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The other day I was in the library skimming through the Bangor Daily News and other newspapers when I came across the headline: "Screenings stress need for court security."
Dipping down into the story I learned that X-ray machines were used for the first time at the Penobscot County Courthouse earlier this month and managed to prevent nearly three dozen knives and a box cutter from being taken into the stately courthouse building. The story said the discovery underscored what officials have been claiming for a long time: there's a need for greater security and fewer sharp objects in Maine courthouses.
A high-tech X-ray machine - apparently idle since last fall - was put to use and after two days of X-raying the professional security screeners managed to remove 34 knives from the pockets and purses of courthouse-bound citizens. They also rounded up a pair of scissors, a box cutter and eight 'utility tools.' What's a utility tool? Who knows. But I guess you're supposed to leave them at home if you're planning a trip to court.
After two days of screening the security folks tallied up the results and found they had scanned and confiscated more than 700 items.
To the relief of officials no guns were found among the courthouse crowd coming through the screener. Some speculated it was because hunting season is over and also because downtown Bangor was never known as a good spot for game. Officials did say however that three people who may have been packing heat turned around once they saw the X-ray machine in place.
Penobscot County Sheriff Glenn Ross said the screening produced no surprises because what security personnel found he expected.
Ross said it's fairly common for people in Maine to carry around knives without any problems. But the concern is that pocket knives, scissors or other sharp objects could spell trouble inside the courthouses, where emotions and tensions get a tad raw and can rise quickly as life-altering decisions rendered.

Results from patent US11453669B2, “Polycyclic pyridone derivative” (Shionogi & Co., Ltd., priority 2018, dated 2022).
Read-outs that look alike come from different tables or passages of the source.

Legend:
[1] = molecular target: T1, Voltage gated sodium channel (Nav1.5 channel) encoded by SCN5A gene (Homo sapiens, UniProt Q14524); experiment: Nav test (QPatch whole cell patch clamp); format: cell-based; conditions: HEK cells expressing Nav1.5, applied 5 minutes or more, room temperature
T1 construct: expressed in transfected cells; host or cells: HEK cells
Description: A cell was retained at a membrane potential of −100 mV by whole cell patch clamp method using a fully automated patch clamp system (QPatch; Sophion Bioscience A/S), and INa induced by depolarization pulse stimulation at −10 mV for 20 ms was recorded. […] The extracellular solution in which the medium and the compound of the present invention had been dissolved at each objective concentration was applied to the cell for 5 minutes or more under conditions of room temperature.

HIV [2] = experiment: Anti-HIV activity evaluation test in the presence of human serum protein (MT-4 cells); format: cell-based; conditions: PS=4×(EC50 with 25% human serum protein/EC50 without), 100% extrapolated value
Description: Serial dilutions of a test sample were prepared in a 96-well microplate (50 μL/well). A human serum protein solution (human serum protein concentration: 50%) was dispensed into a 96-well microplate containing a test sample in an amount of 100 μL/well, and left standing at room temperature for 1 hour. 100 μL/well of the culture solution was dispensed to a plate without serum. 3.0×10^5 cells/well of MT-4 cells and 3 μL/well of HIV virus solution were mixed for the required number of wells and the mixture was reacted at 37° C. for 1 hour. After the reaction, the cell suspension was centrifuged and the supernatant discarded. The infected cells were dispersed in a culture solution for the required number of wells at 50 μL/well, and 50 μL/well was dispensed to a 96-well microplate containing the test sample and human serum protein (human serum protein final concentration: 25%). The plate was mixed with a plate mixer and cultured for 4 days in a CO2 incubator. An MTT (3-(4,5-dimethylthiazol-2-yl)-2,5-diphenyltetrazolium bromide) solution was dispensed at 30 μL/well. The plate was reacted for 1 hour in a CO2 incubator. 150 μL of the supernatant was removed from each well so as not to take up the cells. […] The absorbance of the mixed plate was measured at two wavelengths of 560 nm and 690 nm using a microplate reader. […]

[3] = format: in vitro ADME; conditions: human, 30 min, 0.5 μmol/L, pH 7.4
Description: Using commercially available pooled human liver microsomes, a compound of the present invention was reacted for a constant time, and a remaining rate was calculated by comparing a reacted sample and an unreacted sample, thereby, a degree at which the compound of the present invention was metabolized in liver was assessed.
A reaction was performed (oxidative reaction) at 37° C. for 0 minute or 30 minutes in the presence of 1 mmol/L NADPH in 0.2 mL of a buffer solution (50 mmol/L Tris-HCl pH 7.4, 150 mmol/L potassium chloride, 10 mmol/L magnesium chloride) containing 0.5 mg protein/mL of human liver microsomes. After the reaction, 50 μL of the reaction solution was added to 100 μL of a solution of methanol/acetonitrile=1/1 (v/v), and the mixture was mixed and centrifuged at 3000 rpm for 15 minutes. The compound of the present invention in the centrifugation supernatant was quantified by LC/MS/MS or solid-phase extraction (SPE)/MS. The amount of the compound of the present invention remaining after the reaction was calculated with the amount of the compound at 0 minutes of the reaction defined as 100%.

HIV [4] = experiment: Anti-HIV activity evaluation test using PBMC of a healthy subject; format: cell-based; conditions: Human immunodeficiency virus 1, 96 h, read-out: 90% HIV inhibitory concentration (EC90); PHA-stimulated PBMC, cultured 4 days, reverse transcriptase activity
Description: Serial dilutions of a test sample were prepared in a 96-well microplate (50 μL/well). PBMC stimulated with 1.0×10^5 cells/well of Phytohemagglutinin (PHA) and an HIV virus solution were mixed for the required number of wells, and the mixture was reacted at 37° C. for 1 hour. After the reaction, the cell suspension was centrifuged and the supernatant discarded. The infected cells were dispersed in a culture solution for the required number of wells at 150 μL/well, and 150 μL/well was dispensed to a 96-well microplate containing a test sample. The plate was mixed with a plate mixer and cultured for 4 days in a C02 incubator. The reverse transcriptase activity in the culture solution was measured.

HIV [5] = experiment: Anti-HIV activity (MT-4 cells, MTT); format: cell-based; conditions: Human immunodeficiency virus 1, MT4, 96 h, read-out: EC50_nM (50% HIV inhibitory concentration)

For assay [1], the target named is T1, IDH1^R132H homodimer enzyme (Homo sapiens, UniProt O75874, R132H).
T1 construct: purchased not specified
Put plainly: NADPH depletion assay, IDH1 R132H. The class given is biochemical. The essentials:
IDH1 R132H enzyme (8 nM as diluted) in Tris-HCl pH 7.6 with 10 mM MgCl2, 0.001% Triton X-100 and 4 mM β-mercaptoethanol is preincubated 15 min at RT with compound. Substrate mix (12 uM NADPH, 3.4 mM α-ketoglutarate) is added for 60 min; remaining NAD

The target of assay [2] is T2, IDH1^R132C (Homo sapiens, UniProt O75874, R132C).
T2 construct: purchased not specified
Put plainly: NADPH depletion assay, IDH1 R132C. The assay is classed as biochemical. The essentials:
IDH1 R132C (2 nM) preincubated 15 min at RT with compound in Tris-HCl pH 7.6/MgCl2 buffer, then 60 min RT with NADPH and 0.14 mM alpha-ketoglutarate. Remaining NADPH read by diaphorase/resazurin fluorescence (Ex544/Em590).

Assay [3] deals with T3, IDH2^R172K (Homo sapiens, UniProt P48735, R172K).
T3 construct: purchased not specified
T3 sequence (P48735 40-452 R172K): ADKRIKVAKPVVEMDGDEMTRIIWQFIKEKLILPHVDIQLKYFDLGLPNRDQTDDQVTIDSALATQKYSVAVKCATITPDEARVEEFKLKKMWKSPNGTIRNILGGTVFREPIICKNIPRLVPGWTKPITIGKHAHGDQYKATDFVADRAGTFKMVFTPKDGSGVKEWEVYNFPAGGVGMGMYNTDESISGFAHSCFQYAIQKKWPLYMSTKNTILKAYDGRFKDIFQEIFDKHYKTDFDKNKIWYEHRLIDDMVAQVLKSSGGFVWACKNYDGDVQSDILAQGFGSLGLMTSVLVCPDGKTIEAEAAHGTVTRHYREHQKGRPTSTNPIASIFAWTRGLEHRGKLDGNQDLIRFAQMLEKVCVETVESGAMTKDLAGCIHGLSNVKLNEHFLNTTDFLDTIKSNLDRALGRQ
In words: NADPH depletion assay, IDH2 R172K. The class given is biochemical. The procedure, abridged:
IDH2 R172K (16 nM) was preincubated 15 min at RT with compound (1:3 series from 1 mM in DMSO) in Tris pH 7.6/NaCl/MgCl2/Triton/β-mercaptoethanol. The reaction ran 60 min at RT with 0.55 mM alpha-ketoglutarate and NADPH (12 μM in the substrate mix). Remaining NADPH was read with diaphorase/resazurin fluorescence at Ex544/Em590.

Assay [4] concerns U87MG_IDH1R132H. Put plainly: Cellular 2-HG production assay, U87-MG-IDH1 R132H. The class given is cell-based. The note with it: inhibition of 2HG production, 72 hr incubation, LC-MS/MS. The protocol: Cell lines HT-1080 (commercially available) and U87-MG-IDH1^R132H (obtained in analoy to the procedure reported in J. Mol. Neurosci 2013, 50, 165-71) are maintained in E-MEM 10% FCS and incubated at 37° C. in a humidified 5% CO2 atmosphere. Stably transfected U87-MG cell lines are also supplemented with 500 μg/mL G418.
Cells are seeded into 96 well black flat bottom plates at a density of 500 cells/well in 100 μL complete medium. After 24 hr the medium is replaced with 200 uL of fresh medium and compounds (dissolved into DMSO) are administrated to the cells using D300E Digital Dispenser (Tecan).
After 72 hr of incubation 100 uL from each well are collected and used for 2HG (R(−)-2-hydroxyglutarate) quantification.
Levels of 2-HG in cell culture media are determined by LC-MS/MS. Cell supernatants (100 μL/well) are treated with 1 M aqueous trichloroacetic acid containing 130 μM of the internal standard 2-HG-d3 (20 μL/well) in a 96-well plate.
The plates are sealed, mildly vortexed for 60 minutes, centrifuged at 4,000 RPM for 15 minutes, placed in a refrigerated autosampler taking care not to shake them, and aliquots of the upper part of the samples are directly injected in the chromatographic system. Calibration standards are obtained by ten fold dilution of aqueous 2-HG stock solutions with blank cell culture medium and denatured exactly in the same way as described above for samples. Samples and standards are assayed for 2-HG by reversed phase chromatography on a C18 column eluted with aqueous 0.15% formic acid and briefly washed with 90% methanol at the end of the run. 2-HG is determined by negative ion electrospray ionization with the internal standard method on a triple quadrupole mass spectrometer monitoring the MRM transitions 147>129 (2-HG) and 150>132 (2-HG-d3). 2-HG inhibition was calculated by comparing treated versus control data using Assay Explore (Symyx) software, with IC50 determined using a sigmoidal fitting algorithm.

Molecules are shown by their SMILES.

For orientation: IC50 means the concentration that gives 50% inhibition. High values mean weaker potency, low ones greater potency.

“The potential is there for someone to lose control and do something terrible,” State Court Administrator Ted Glessner said. He also said, “unless people know they can't walk into a district or superior court with a weapon we can't say that court security efforts around the state are 'good enough.'”
Reading the story I was reminded of all the times years ago when I would go with my father or my grandfather up to the courthouse in Rockland to look over old deeds and maps. As a kid I always thought the courthouse was an odd place, an old and different place but I never considered it 'insecure' or dangerous. Maybe that is because we never had much business across the hall in the court rooms but stuck to the deeds and maps section of the building where the sharpest objects we saw were pens and most of them were sheathed in pocket-protectors that lined the breast pockets of the clerks who worked there.
As a kid I enjoyed going to the old courthouse and seeing all the people seated in squeaky old chairs at long, wide tables, slowly turning the large brittle pages of old books as they quietly looked and looked for I knew not what. Those must have been innocent times for courthouses because I never once had the idea that someone might jump out from behind a book and threaten me with a knife, a gun or a box cutter.
Ross said that X-ray machines are great for screening out weapons, but he said they can't contend with the situations that can and do arise at the courthouses. The courts are a melting pot of issues, from crimes to disputes, and court officers can detect the warning signs of a potential emotional or violent outbreak or prevent drugs from being passed to inmates or those facing jail time, he said. Those are things a machine couldn't do.
"There's no substitute for the experienced officer," Ross said.
I just wonder how long it will be before a security guard at the courthouse says, "Excuse me sir but you can't take those items in your pocket into the courtroom you'll have to leave them out here."
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John McDonald, Storyteller Central, P.O. Box 301, South Paris, ME 04281
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